This book has been out since May, and likely you have already heard of it, but my budget was shot in the library by the time this one came out, and my local public did not have it, so I only recently acquired this and got the chance to read it. It is exactly what I was hoping for when looking at the cover. It’s a very good tale of a boy conquering his fears to jump off the high board. Excellent illustrations with the perspectives of looking down from the board, up at the ladder and more. I really enjoyed the father as well. I will be reading this with library groups soon.


This is also a book that is not new, a YA classic that I had just never quite found the time to read. I made some time recently, as it is on my Must-Read-in-2017 list, thanks to Carrie Gelson for organizing that. I really can’t say too much about this book without possibly spoiling it for others who have not read it, but its brilliant. A very important read for adolescents with much to say about depression, finding your voice, relationships, and sexual assault. I am curious what grade levels teachers and librarians have offered this book to. I don’t really want my grade five students (in my class reading this) but I can really see some grade sevens reading it before high school. If anyone has something to offer to answer that, I would really appreciate it.

Currently Reading:

The Assassin's Curse (The Blackthorn Key, #3) Another book that releases tomorrow that I got a kind store owner to sell me early. I started this last night and gulped down about 200 pages. I love this series and these characters. If you are familiar with this series, you will likely love it too. There is so much history in this one. If not, I highly recommend The Blackthorn Key.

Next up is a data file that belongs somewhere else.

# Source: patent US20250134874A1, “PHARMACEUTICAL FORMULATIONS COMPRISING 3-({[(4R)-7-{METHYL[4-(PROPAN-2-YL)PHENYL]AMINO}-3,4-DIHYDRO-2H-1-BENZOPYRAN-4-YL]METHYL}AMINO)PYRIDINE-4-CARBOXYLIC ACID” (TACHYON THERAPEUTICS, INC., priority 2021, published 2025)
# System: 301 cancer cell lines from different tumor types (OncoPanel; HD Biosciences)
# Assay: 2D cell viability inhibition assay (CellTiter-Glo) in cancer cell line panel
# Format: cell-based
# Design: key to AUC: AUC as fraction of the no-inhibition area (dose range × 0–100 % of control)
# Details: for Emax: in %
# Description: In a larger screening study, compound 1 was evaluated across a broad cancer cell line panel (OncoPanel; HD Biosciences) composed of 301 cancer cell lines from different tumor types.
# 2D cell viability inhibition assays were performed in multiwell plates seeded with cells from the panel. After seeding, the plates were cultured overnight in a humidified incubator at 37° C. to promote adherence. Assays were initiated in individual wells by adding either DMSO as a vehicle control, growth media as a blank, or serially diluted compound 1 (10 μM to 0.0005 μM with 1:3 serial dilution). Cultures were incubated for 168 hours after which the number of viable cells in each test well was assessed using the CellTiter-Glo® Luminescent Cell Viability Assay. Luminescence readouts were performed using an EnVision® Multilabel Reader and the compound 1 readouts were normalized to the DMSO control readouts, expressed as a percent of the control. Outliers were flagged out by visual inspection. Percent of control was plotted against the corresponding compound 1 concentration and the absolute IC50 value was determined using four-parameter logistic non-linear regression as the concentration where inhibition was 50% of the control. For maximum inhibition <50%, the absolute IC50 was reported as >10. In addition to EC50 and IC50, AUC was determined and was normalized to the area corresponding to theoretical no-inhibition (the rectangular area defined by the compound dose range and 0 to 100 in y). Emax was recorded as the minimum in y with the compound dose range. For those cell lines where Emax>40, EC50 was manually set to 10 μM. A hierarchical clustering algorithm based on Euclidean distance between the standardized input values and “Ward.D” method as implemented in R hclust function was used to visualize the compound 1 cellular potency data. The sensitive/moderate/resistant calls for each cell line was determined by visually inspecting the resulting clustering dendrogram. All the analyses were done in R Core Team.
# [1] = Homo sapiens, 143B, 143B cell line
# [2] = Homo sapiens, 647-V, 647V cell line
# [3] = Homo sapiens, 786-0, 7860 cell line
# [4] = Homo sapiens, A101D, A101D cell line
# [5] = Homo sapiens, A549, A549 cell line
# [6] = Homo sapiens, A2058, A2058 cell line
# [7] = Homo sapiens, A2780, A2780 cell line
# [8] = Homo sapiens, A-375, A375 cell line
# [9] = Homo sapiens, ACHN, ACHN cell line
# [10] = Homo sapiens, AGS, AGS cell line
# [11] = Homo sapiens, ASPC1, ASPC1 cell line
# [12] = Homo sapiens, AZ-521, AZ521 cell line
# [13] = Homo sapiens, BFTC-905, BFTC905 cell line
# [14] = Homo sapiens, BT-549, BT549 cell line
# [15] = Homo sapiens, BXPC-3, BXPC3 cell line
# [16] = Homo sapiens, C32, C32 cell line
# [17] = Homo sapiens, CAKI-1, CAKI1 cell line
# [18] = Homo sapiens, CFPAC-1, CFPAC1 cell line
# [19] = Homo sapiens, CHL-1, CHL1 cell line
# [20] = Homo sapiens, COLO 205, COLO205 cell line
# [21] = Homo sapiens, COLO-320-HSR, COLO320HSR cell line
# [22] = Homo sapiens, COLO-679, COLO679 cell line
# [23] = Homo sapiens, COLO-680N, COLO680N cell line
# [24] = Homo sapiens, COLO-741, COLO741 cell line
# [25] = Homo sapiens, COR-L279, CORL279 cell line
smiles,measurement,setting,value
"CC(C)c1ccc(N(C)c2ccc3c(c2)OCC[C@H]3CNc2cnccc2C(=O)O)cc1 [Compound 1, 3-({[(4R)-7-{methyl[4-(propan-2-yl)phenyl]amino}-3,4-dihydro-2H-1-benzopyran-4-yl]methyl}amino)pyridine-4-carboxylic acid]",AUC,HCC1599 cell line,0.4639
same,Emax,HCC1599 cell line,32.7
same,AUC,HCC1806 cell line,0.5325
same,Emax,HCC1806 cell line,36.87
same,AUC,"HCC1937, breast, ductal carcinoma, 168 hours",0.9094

Harry Potter and the Order of the Phoenix (Harry Potter, #5)Firelight (Amulet, #7)Zita the Spacegirl

These three I am reading with my whole family (Harry Potter) or with my seven year old. I am enjoying all three of these.

Happy Reading to everyone, and now back to prepping for the first day of school!

5 thoughts on “It’s Monday- New Year’s Eve Edition

  1. Good to know that about Zita and Space Girl. I guess reading these will have to satisfy us while we wait for the next MIghty Jack sequel. I’ve got Jabari Jumps in a Pile of Books here and will start reading them as soon as I finish responding to blogs. I haven’t even read Mark of the Plague and you are reading this new one! Ban this book is one I’ve added to my never ending list…


  2. Ah, I did not know about Ban This Book! It is ~relevant to my interests~ so thank you for reviewing. When I took education classes, Speak was usually referred to as a book for Grades 7-9, but I think most especially 8th grade since that’s when everything happens to Melinda.


    1. Thanks for the comment on Speak. I might shelve it in my classroom and not the library and try to keep a better eye on it. I think some of my more mature grade sevens would get a lot out of it. I teach 5/6 but the grade 7s come to my room for books a lot when I am teaching and the library is closed.
      Ban This Book is really good. It is a little surprising that the character is in grade 4, as I almost thought some of the things that were done were what older kids might do (go to a school board meeting). It is a good length for that age though. I wonder if 6/7s will connect or not. Some of my students don’t like it when the main character is younger. Librarians will love it!